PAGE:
Each year, landowners in 10 ecological regions statewide are recognized as outstanding land stewards, but only one receives the top honor. Fielding Harwell, a TPW technical guidance biologist, has worked closely with her throughout the long process of creating and implementing management plans that are changing West Kerr Ranch from a rocky wasteland to vibrant grassland. "Barbara has carried out a well-rounded habitat management program," says Harwell. "She's increasing the quantity, quality and diversity of range plants, and this not only helps the key species such as white-tailed deer, but other wildlife indigenous to the Edwards Plateau. She's good about setting goals, developing procedures, evaluating the program as it progresses and making modifications as needed. " West Kerr Ranch is situated 45 miles northwest of Kerrville in an area often characterized by scrub brush, rocky pastures and invading cedar. According to Harwell, it is not unusual for ranches in Kana's area to be overstocked with cattle, sheep and goats, and overpopulated with deer. "In a lot of that country, we're losing plant diversity, and the higher quality plants are the first to disappear," says Harwell. "Good quality grasses such as Indian grass, side oats gramma and little bluestem are on the increase on Barbara's property. She's seen an increase in trees, shrubs, and vines - the browse plants that are important to a deer's diet. There is a rapid recovery of live oak, shin oak, redbud, hackberry, greenbriar, chittum and Spanish oak.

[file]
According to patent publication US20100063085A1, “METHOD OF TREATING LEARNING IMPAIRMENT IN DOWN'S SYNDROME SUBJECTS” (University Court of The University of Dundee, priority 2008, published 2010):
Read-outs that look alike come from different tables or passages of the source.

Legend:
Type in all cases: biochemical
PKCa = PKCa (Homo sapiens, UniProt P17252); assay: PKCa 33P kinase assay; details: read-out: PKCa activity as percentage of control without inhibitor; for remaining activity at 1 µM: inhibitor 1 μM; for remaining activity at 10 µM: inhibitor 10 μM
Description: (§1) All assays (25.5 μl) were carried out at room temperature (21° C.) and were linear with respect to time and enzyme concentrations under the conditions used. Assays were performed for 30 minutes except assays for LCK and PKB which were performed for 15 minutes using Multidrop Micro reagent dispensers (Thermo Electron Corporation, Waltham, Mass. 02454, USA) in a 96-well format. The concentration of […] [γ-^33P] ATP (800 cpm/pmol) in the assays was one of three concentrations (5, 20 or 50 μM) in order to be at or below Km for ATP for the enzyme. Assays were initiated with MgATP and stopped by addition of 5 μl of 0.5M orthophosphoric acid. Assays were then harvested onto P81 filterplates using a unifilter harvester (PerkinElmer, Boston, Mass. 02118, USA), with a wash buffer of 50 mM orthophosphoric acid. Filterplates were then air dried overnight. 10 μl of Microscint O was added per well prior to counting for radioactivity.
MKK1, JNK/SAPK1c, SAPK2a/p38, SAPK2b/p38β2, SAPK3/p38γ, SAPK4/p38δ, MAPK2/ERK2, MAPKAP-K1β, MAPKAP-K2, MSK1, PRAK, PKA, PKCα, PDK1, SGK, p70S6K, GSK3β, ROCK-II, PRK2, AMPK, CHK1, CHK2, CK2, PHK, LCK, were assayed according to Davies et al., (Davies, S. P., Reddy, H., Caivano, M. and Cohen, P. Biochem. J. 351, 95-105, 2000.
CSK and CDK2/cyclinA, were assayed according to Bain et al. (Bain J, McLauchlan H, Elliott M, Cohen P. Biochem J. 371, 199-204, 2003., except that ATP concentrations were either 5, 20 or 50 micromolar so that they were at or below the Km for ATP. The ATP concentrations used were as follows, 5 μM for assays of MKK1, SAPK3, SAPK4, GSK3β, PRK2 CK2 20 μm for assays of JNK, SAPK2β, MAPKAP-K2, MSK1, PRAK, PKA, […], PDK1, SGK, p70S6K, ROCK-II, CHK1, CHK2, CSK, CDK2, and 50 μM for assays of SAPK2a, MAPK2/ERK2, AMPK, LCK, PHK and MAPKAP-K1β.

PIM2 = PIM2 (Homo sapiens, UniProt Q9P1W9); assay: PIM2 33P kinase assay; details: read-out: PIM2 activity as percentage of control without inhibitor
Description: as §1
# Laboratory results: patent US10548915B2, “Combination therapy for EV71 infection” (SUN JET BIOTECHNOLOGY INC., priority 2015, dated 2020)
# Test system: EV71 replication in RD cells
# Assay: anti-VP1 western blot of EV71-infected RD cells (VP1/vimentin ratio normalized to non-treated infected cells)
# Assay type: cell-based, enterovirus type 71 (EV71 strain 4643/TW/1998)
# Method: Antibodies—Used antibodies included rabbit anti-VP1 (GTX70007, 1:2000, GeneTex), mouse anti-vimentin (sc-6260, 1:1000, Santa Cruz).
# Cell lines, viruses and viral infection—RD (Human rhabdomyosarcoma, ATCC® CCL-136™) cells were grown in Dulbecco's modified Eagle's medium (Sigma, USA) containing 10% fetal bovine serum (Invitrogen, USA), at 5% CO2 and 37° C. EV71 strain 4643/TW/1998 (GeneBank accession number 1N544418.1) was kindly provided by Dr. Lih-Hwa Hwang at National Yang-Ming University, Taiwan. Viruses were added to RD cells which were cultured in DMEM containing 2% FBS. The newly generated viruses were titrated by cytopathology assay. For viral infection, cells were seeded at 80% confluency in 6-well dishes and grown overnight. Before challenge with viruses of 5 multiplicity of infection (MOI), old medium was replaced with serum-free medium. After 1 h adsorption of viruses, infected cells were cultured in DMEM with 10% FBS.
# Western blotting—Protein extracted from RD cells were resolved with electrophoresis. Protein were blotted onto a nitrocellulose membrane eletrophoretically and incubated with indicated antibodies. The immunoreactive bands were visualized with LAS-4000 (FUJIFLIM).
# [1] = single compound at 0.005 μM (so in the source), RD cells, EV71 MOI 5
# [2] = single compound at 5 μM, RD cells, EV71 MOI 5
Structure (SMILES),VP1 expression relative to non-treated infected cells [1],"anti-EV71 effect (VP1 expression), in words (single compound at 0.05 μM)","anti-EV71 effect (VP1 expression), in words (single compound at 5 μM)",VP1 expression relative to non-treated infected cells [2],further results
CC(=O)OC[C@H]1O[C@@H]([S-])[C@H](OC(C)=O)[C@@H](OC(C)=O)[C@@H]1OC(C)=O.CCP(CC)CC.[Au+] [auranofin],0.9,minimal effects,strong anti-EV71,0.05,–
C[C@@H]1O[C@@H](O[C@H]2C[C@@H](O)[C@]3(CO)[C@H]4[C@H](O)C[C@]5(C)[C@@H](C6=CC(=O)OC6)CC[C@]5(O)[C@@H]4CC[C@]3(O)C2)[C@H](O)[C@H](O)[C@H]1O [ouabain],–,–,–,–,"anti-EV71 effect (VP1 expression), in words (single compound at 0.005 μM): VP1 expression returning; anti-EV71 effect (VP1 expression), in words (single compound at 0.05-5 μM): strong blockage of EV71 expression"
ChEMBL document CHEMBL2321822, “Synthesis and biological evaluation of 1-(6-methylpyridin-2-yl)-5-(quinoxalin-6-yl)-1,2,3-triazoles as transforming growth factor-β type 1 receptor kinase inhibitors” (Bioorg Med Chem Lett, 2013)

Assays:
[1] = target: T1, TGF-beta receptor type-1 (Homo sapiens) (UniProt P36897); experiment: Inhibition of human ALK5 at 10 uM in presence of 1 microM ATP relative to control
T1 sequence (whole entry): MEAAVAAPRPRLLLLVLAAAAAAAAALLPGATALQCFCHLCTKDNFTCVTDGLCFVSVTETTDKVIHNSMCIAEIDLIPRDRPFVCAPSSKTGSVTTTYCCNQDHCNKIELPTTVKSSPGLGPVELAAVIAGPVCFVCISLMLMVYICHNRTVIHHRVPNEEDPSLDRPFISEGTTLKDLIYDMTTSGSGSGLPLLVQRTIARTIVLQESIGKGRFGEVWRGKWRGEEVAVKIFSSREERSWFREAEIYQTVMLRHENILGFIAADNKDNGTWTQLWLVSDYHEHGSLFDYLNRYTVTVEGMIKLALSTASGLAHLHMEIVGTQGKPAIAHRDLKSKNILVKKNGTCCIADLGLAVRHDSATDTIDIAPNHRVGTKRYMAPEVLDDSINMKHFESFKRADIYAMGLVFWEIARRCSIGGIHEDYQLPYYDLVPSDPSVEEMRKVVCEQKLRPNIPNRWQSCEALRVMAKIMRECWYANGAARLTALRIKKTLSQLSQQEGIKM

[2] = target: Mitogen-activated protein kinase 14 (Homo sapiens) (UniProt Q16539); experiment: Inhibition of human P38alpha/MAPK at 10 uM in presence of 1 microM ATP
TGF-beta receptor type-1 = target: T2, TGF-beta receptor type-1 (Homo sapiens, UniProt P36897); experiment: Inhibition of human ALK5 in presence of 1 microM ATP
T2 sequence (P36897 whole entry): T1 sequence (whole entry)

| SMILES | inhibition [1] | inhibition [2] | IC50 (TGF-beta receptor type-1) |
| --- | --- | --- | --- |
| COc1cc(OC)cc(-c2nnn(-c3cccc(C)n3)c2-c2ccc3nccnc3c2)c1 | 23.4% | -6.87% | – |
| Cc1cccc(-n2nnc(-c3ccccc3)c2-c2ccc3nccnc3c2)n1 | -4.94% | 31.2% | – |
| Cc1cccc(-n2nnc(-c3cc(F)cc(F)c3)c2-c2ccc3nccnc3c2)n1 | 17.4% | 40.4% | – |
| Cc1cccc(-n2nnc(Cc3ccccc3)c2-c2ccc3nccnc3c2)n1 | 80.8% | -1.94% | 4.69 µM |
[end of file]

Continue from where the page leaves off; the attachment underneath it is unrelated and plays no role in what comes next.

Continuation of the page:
"What impresses me most," Harwell continues, "is her ability to work with fire, and conduct winter burns. Fire is a very good management tool, but I know a lot of people who shy away from using it because they're scared of it. It demands respect because it's something that can get out of hand. Barbara has that respect."

The obstacles to Kana's success were numerous. The past that she rarely discusses ultimately shaped her future. Painful events included the death of her husband when her girls, Ashley and Kelcie, were only four and eight years old, and conflicts with a father who believed ranches were to be managed by "good-old-boy ranchers" who had spent their lives with cattle and goats. He looked at the land primarily as an investment.

As Kana renewed her strength, she began to work closely with Michelle Gloger, a converted 'city girl' who brought her computer skills and endless enthusiasm to the ranch. Kana looked at the land with her heart and saw what was possible, both for the land, and for herself "The personal challenges changed my perspective," says Kana. "I began to create an identity for myself, and part of that identity was the ranch. I saw through a different pair of eyes and was able to understand what was really happening to the ranch." Kana then reached beyond her fears and found the courage to make a change. Through a family land swap, she acquired 2,800 acres of the family's then 11,OOO-acre holdings, and began researching ways to restore the land.